When students have to analyze and apply concepts in creative ways, they learn more. Looking for opportunities to make the learning come alive will also support optimal learning/teaching. Creative projects and teaching also allow educators to synthesize many concepts, knowledge points, and skills together into worthy, interdisciplinary learning endeavor.

Enlisting Family Support
Families are the key ingredient to student success. Engaging families in the learning/teaching process builds student success in meaningful ways. In every context, this will look a little bit different, and that's why it is important for teaching/learning communities to discuss this topic and make decisions that help teachers and students reach prioritized goals.

Having a rich curriculum is the first step to optimal teaching and learning. The next step is figuring out ways to reach those worthy teaching/learning goals using a myriad of strategies--strategies that fit the schedules, context, and priorities of the community that you serve and lead.

Wednesday, October 18, 2017

Math Growth and Development

Last year about 92% earned state SGP scores of more than 50% while 8% had less than 50% growth. I am happy with these scores, and I am now looking at ways to continue the good growth and improve the areas where there was less growth.

What worked and what could be better?

The main ingredient to success was substantial numbers of invested and skilled family members and educators who supported students learning in deep and effective ways over many years. We had a lot of skilled support when it came to teaching our students last year and in years past. Those supportive and skilled individuals worked tirelessly with students with countless strategies to develop their skill, concept, and knowledge.

Another factor that led to successful growth was the use of good tech. We mainly utilized Symphony Math, That Quiz, Khan Academy, Google Apps and a few other games to develop student skills. Students who completed all of the grade level exercises on Khan Academy demonstrated substantial growth and overall terrific scores. At-home tech access also can be connected to good growth.

Factors that were connected to less growth included unexpected and expected struggles, and the lack of concerted, repetitious, and meaningful ways to deeply explore what was happening with students who struggled a lot--some students really struggle with learning, and those students require lots of skilled, targeted teaching and learning. When programs are too choppy and students are less known by educators, then success appears to wane.

As I move forward this year, I hope to continue the use of substantial skilled support, differentiated assignments, increased parent contact/communication, and multi-modal teaching/learning efforts. As for new efforts, I'll use the mini math booklet as a resource for families/students, offer extra help/coaching sessions, and advocate for more consistent and less choppy programs for some students. I'll also continue to advocate for Khan Academy which was an important took for success, and a tool that has been recently banned in our system. I will also continue the practice of lots of targeted teaching in a wide variety of ways.

Every year classes differ and so does success or lack of success on standardized tests. Substantial student support, time-on-task, and targeted, differentiated teaching and learning are elements that lead to success. We're on our way.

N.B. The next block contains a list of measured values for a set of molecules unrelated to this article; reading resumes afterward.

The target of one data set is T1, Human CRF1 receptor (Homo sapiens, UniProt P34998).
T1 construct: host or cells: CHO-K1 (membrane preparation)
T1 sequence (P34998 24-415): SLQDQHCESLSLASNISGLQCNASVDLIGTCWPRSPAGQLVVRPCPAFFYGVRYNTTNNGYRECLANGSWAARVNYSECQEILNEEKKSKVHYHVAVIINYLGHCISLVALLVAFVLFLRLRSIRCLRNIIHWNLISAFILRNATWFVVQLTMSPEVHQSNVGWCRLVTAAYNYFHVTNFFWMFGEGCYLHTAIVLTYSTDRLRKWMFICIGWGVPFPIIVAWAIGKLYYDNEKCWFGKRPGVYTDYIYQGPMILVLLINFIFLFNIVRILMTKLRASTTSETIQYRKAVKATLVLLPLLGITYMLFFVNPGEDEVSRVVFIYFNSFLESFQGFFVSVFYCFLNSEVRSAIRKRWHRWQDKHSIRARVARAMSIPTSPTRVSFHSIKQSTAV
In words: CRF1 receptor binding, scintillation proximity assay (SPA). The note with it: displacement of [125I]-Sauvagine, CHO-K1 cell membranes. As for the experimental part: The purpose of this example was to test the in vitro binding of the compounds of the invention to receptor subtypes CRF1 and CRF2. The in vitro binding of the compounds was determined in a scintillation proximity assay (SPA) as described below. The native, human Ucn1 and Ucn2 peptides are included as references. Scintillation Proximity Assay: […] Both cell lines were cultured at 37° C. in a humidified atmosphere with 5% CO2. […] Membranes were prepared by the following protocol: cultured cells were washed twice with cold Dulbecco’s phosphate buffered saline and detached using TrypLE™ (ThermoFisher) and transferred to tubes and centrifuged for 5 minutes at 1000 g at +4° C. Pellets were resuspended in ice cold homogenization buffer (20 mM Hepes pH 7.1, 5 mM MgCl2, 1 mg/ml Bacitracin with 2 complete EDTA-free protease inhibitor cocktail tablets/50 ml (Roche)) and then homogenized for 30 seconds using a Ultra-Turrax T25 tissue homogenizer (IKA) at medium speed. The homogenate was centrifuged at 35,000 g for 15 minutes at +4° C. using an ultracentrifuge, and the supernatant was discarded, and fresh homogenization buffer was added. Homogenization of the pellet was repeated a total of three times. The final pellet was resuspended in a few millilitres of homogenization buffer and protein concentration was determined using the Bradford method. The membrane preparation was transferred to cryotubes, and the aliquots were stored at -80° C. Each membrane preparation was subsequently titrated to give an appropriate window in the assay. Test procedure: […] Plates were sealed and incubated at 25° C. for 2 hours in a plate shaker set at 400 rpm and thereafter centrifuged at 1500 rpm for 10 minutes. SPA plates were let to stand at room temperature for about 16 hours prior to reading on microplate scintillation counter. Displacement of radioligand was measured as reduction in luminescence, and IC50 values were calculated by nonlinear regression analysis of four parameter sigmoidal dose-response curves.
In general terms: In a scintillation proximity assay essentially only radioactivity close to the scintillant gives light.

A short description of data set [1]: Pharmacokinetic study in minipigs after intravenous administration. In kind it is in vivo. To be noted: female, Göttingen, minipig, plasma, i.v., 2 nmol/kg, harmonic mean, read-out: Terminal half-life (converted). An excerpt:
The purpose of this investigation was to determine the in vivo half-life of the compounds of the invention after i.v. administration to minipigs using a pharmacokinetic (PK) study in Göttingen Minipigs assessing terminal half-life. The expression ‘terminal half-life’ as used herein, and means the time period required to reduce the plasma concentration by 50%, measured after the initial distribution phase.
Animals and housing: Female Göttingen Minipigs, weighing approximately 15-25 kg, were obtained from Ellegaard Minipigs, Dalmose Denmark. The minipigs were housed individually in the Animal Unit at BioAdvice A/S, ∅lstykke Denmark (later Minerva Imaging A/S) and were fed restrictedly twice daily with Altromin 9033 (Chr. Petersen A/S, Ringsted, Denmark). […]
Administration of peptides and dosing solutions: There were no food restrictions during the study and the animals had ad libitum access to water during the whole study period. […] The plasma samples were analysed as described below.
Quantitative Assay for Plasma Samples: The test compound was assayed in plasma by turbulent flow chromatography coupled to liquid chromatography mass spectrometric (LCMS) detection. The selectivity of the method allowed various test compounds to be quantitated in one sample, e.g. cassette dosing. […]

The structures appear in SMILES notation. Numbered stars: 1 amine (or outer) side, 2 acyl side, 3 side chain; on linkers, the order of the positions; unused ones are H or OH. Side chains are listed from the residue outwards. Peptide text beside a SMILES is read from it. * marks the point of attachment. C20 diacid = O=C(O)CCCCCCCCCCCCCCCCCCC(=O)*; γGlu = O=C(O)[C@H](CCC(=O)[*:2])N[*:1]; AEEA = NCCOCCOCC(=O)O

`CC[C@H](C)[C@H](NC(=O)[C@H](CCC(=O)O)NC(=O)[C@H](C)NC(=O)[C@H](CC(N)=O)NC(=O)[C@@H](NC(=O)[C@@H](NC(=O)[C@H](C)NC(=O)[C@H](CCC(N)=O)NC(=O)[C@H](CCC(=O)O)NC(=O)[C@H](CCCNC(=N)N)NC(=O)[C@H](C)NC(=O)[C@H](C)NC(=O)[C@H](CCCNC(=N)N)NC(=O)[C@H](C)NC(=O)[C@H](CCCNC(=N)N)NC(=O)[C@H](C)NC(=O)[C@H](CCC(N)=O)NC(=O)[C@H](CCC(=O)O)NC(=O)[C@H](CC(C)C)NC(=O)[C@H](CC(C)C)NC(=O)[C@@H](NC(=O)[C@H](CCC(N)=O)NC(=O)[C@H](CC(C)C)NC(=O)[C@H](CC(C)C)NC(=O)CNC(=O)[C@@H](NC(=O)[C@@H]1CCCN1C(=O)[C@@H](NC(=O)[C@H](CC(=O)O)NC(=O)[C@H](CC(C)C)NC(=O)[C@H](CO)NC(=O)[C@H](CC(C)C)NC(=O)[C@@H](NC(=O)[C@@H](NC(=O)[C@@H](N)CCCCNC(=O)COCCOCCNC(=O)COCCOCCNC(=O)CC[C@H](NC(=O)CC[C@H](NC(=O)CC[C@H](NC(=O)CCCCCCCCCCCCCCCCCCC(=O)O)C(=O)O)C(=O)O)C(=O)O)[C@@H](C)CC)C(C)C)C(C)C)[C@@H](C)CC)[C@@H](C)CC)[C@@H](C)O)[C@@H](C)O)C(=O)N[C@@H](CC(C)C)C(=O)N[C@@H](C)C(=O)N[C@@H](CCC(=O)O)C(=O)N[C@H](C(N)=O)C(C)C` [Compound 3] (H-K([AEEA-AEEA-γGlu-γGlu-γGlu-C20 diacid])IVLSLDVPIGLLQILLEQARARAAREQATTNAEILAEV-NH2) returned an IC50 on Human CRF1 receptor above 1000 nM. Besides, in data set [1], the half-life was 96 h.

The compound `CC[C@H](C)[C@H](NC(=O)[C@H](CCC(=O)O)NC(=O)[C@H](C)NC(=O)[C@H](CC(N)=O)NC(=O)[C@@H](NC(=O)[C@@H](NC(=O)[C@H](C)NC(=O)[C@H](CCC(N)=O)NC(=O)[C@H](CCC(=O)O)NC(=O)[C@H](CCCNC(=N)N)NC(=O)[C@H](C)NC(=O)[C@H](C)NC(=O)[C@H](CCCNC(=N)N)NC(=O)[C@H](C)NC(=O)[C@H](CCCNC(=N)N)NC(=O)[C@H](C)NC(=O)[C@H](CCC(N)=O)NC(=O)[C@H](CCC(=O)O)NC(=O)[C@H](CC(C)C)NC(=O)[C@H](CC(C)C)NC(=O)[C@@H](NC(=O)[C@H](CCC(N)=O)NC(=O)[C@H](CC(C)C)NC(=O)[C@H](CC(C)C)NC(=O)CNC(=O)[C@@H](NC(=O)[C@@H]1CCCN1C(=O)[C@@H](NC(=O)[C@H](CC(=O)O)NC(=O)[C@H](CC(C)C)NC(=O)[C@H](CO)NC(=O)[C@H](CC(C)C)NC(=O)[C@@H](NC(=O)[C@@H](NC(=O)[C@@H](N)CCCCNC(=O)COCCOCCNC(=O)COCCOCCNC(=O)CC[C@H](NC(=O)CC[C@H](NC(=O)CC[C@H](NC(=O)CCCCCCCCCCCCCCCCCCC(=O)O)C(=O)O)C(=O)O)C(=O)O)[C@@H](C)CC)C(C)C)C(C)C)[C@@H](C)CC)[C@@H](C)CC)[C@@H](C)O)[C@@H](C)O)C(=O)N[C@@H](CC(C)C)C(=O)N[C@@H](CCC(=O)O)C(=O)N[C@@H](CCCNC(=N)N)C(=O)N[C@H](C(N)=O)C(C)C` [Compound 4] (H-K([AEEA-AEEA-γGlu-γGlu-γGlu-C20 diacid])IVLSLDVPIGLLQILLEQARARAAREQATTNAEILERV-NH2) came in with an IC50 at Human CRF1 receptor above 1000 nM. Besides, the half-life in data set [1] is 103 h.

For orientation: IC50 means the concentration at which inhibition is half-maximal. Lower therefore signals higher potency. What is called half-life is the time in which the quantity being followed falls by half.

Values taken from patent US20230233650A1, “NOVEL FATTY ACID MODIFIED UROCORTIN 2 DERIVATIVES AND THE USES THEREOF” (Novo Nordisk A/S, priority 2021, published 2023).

Today's Focus: October 18, 2017

Today's main focus is family-student-teacher(s) conferences. There are many conferences scheduled, and I want to focus on those.

The next main focus is student learning. Today students will take a mid-unit math test. They will practice test taking skills as they show what they know. I'll use the assessments to inform upcoming lessons and student coaching.

After that, students will engage in a workshop where they will have the opportunity to update their portfolios, complete overdue math pages, and catch-up with reading, writing, and online math assignments. Every so often, we need these catch-up and extra-help workshops to solidify the learning efforts introduced.

At the end of the day, we'll have a short team meeting and then students will continue their study of the play, In the Heights with our talented and knowledgeable librarian. A good day to come.

Continuing the Place Value Path

As noted before, I wish I had a couple more weeks to dig into this unit, but with time constraints imposed, I have to rush through it a bit. So today, students will take a mid-unit quiz which will give them practice with test taking and allow me to see how they do on initial unit concepts. It seems like many are ready for this, and for a few that don't seem ready, teaching assistants and special educators will work with small groups to use the mid-unit test as an opportunity for guided teaching and learning.

Tonight I'll review the tests, and tomorrow students will be introduced to the "behavior" of the base-ten place value system with video, models, and guided practice. We'll continue that guided practice on Friday, and then on Monday and Tuesday, students will have a chance to review and practice rounding. Next Wednesday students will have a chance to practice with an online TenMarks assessment and throughout the start of the week next week students' homework will include completing an online/offline practice test that will be due on Wednesday. Then on Thursday students will take the test in their one-hour core math blocks. Next Friday educators will use students' scores to create our first intervention groups (RTI) for deeper, more targeted study with regard to place value. Onward.

Family-Student-Teacher Conferences: Promises and Perspective

This week our grade-level teaching team has been hosting families and students to fall conferences. We invited students to come to these conferences, and students prepared showcase portfolios as vehicles for sharing, discussion, and goal setting for the conferences. When students attend the conferences, they take the lead by sharing their learning highlights. Throughout the twenty-minute (or so) conferences, questions and conversation continue, goals are set, and promises and perspectives are shared.